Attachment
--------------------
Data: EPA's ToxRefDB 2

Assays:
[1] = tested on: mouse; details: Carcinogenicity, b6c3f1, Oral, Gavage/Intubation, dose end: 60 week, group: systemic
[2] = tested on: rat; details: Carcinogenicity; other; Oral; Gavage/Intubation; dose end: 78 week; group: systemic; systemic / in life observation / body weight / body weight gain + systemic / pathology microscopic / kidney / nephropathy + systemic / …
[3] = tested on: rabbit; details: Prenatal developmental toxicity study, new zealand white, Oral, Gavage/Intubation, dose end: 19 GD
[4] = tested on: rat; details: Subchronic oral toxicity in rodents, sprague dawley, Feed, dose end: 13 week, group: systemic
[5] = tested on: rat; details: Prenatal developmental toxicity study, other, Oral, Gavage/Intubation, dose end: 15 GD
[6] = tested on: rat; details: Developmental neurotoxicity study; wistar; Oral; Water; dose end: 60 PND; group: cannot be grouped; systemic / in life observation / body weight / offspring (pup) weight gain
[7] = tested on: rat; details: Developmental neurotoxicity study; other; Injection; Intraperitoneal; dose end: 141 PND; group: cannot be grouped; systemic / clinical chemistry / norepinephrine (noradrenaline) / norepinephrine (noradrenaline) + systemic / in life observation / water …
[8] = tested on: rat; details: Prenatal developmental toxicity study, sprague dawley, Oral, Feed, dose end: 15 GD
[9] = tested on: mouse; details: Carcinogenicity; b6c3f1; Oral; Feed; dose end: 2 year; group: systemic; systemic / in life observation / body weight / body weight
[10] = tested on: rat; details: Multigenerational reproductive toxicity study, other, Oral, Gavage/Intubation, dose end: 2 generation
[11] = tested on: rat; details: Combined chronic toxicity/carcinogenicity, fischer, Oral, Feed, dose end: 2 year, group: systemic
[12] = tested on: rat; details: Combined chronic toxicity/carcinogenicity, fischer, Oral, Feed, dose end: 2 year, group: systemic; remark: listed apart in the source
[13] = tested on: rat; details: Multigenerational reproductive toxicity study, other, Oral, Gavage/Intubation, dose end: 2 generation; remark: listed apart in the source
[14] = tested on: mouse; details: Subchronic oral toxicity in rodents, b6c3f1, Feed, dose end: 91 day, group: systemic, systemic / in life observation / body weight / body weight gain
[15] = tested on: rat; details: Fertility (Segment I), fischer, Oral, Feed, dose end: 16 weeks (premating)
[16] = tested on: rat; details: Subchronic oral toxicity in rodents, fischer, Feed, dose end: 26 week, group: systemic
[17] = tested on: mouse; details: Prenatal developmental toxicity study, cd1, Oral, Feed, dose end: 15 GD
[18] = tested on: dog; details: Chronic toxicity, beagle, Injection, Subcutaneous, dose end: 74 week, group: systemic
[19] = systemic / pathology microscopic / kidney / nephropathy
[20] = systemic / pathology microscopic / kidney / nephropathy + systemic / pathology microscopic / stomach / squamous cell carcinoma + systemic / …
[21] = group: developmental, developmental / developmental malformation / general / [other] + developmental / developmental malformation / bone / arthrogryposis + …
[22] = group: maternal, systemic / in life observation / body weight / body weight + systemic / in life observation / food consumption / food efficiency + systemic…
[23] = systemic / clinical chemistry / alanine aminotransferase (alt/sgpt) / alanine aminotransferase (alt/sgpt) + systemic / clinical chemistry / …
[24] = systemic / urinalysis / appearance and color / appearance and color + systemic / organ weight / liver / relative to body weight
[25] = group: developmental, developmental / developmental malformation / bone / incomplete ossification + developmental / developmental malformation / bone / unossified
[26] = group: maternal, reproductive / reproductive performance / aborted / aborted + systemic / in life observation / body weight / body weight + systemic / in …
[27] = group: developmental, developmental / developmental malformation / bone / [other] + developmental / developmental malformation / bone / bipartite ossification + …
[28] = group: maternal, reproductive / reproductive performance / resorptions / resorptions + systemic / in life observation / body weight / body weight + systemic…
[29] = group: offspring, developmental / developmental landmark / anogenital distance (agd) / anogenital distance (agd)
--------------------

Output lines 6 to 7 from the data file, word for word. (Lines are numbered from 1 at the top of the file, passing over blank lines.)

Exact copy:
[4] = tested on: rat; details: Subchronic oral toxicity in rodents, sprague dawley, Feed, dose end: 13 week, group: systemic
[5] = tested on: rat; details: Prenatal developmental toxicity study, other, Oral, Gavage/Intubation, dose end: 15 GD